MOVADO CONTINUES TO
USE ITS PAST TO CREATE
BY LAURENT MARTINEZ
A look inside the rich archives
of this influential watchmaker.
Movado historic designs.
I PERSONALLY HAVE ALWAYS LOVED VINTAGE MOVADO WATCHES,
and after speaking to other vintage watch collectors, my appreciation for this
brand is shared by many in the community.
Prior to my appointment with Stephanie Riccoboni, the person in charge
of the Movado archive department, I had to brush up on my knowledge about
the company’s history, founder, innovations, and watches. For this, I turned to
the seminal book on the topic, The Movado History, by Fritz Von Osterhausen.
In 1881, Achille Ditesheim founded his company, LAI Ditesheim & Freres
SA in La Chaux-de-Fonds, Switzerland. Starting with just a team of six people,
the company grew at a rapid pace and by 1897 there were eighty employees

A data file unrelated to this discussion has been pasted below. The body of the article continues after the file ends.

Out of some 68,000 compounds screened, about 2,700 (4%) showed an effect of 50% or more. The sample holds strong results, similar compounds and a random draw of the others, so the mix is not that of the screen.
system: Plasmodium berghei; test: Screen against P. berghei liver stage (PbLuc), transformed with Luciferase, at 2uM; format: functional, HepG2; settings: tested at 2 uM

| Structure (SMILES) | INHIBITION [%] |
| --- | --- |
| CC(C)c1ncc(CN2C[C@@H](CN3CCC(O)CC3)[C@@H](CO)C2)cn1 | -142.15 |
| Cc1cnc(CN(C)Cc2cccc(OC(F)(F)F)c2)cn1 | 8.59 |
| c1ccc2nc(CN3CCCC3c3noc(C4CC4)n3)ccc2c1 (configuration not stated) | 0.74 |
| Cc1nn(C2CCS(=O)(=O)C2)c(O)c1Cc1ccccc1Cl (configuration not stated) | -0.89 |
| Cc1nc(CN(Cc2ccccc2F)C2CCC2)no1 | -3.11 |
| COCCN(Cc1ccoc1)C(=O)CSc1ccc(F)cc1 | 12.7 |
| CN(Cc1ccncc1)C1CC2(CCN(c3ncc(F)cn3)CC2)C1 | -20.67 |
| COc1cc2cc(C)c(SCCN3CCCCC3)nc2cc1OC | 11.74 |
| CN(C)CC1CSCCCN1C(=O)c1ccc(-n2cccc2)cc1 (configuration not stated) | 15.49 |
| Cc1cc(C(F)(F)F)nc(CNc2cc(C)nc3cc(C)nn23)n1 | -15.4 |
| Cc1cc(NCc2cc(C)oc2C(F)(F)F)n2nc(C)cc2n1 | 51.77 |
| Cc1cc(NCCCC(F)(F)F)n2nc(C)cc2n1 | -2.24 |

working there. In fact, LAI Ditesheim & Freres SA was the second largest
employer in the industry at that time, with Jaeger-LeCoultre in the lead with
about 100 people and Audemars Piguet in a distant third with a staff of ten
The company’s main business was producing pocket watches, which were
Stephanie Riccoboni, head of Movado’s
62 | INTERNATIONAL WATCH | SPRING 2019
assembled individually using parts supplied by other companies. They then
finished the movements in-house.
At the end of the 19th century, the company began producing in-house
watches using their own components. Shortly thereafter, in 1905, the name
Movado was introduced, which is a word meaning “always in motion” in
Esperanto—a language created by Ludwik Zamenhof in 1887.
It turns out that Movado is the perfect name since the company has
continuously been in action to stay ahead of its time. Movado continues to use
its past to create its future.
The Ditesheim family members at the helm of Movado were true
visionaries in horology, filing an impressive ninety-eight patents to their name
from 1900 to 1969. There was the 1912 Movado Polyplan designed with a
revolutionary patented “form” movement to accommodate the curve of the watch.
The Movado archive department